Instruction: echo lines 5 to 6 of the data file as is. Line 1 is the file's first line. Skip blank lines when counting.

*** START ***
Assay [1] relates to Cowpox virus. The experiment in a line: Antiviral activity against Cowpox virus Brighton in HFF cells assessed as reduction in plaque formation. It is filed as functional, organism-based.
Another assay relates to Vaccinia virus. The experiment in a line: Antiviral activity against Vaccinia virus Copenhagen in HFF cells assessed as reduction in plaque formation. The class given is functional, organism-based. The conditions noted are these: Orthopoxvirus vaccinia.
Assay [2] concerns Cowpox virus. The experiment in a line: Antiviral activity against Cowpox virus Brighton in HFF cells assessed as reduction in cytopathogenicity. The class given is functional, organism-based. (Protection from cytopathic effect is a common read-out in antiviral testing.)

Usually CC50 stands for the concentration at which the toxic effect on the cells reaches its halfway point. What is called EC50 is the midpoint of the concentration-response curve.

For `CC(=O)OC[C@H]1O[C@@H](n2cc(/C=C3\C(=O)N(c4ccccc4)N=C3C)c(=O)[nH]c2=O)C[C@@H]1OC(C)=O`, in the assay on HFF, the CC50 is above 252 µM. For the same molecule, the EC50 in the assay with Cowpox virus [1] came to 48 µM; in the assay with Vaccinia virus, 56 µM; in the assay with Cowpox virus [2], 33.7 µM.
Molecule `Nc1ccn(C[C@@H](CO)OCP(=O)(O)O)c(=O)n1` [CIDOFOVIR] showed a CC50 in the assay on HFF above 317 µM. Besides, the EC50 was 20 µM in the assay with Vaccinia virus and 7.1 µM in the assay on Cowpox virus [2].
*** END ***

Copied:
For `CC(=O)OC[C@H]1O[C@@H](n2cc(/C=C3\C(=O)N(c4ccccc4)N=C3C)c(=O)[nH]c2=O)C[C@@H]1OC(C)=O`, in the assay on HFF, the CC50 is above 252 µM. For the same molecule, the EC50 in the assay with Cowpox virus [1] came to 48 µM; in the assay with Vaccinia virus, 56 µM; in the assay with Cowpox virus [2], 33.7 µM.
Molecule `Nc1ccn(C[C@@H](CO)OCP(=O)(O)O)c(=O)n1` [CIDOFOVIR] showed a CC50 in the assay on HFF above 317 µM. Besides, the EC50 was 20 µM in the assay with Vaccinia virus and 7.1 µM in the assay on Cowpox virus [2].